Civic User Testing Groups are taking off as as a novel way to evaluate new government websites and apps, and put them through their paces before launch.
It sounds like the opening gambit of a phishing scam. You could get paid just for trying our website!
It’s true, though. All around the nation civic groups are paying ordinary citizens to test-drive government web sites and put new apps through their paces.
Known as Civic User Testing Groups, or CUTGroups, the phenomenon first appeared in Chicago in 2013. More recently activists have launched CUTGroup efforts in Oakland, Calif., Chattanooga, Tenn., Miami and Detroit. Momentum is building: The Chicago group recently put out a how-to book for other cities looking to participate.
Citizens typically get a $5 VISA gift card just for signing up to participate. Anyone who comes in to test a website or application gets a $20 gift card. Organizers say the program offers a force multiplier to city IT departments that may not have the bench strength to perform thorough user testing on every new tool they introduce.
“This is a way for people to provide a check, to see whether they are really keeping up with their community and with people’s needs and expectations. That kind of thing is well-known in retail, but the importance has not been as widely recognized in municipal services,” said Dan Duffy, assistant director of CUTGroup Miami.
Since launching in September 2016 the Miami effort has already enrolled some 500 testers and performed two tests, one a review of the county’s data website and the other a test of the city’s next-generation web site, presently under development.
“The sooner we can provide feedback, the more valuable it is, so ideally we would like to validate what is presently in development,” Duffy said. “The best value is always in us getting involved early with what the municipalities are doing.”
CUTGroup Chicago operates under the umbrella of the Smart Chicago civic group and draws its funding from that group as well as from a Knight Foundation grant. The effort has attracted some 1,900 testers and run over 30 tests, according to Project Coordinator Sonja Marziano.
Beneficiaries of these tests span a wide range. The CUTGroup has worked with civic technology developers and has also tested a redesign of the county website. Testers have helped the city’s Department of Innovation and Technology try out an open data portal redesign.
The CUTGroup has worked with the county forest preserve authorities to try out a new trail-finder app and is also collaborating with the city’s public school system on efforts to make websites more mobile-friendly.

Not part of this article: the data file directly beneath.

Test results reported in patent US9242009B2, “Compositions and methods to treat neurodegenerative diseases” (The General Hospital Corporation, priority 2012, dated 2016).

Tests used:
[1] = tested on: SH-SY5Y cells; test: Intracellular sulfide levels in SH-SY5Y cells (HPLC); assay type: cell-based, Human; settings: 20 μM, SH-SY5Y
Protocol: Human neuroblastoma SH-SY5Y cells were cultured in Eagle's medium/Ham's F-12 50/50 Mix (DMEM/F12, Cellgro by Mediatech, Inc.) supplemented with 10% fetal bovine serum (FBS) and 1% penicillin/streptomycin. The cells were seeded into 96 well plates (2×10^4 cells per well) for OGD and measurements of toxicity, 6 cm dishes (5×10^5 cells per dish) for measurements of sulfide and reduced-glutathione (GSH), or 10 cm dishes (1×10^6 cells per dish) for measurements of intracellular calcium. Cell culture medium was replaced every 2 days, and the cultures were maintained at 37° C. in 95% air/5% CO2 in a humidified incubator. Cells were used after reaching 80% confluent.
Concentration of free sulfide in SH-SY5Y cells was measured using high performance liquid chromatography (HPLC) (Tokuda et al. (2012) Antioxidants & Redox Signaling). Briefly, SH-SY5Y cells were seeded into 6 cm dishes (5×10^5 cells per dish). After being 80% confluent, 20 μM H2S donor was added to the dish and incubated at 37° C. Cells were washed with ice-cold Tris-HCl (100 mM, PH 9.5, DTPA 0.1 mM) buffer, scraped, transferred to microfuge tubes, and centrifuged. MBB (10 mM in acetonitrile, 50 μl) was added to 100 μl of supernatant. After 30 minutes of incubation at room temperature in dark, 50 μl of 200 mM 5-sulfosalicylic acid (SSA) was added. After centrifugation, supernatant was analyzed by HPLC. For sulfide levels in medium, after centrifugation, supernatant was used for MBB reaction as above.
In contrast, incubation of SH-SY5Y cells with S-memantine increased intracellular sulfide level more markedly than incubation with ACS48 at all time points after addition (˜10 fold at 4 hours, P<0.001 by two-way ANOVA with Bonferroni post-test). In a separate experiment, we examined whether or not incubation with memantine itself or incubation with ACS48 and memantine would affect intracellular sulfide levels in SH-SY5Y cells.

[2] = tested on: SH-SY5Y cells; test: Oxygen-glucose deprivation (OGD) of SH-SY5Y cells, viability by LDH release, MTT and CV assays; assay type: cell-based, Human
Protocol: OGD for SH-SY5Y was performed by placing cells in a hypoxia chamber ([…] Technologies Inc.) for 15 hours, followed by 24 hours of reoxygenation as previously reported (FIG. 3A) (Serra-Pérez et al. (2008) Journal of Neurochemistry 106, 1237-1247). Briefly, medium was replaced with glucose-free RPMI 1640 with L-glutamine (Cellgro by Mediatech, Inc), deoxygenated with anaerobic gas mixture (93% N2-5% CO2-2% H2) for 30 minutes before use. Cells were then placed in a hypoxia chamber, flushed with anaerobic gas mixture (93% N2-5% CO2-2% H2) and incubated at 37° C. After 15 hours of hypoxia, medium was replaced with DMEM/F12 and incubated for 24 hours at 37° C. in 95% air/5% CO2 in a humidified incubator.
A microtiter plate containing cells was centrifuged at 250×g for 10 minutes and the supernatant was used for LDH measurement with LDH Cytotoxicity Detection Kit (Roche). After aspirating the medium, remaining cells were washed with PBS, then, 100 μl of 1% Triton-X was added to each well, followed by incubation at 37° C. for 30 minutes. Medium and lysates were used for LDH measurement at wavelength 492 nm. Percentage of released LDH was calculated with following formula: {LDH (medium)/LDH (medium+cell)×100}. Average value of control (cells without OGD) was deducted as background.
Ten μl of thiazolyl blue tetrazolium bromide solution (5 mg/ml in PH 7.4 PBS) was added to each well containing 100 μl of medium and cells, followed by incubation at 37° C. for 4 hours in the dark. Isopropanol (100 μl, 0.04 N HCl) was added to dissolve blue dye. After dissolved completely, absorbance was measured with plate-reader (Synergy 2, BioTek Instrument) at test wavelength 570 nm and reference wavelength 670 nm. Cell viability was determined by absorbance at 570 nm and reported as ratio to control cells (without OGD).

More than merely taking these websites and apps out for a spin, CUTGroup organizers have sought to make their testing an asset to the IT development process.
“It’s a very collaborative process with the partner. We go through why they want to do this test but also what are the pieces of the technology where they really need feedback,” Marziano said. “It may not be the entire site: Maybe it is just the sign-in process. So we really drill down into what they want to test.”
By taking this hands-on approach, “it helps us do the screening [of potential testers] and it helps us to design the test questions. Then we will look through past analytics, look at how people have previously used the site, and the design process can happen around all of that,” she said.
This kind of intensive engagement is typical of the CUTGroup approach. It’s true that most websites and apps could be tested remotely, with users logging their feedback on a form. But CUTGroup promoters say government gets a better end product with a more hands-on process.
“The real value is in the observation, having a tester and a proctor there together,” Duffy said. “We give the tester the objective and then we actively record what we observe. We note where they struggle. We ask them what they would have expected, what their preferences are.”
In addition to providing a thorough evaluation, CUTGroups also give government something that can be hard to come by under ordinary circumstances: access to a broad base of citizen end users.
“At the government level things may be tested internally or tested on a limited group,” Marziano said. “When we get 20 or 30 people together at the library, we can provide a very diverse group with people from different neighborhoods, different demographics and so on. It’s a chance for the agencies to go out into the community and interact with people, to talk directly to their potential customers.”
While Marziano agreed that early stage testing is typically the most productive, she stressed that government can always benefit from putting its websites and apps in the hands of citizens for evaluation.
“Our partner agencies don’t always have a deep technical staff, so sometimes the usability testing will be done to scope out future work. They may not be able to make immediate changes but we can still do the testing and identify what needs to be done, even if that means they will send it out to an outside developer at some future time,” she said. “Even if a site is already launched, that is fine, as long as there is a plan for how they will respond to the feedback that the test is giving them.”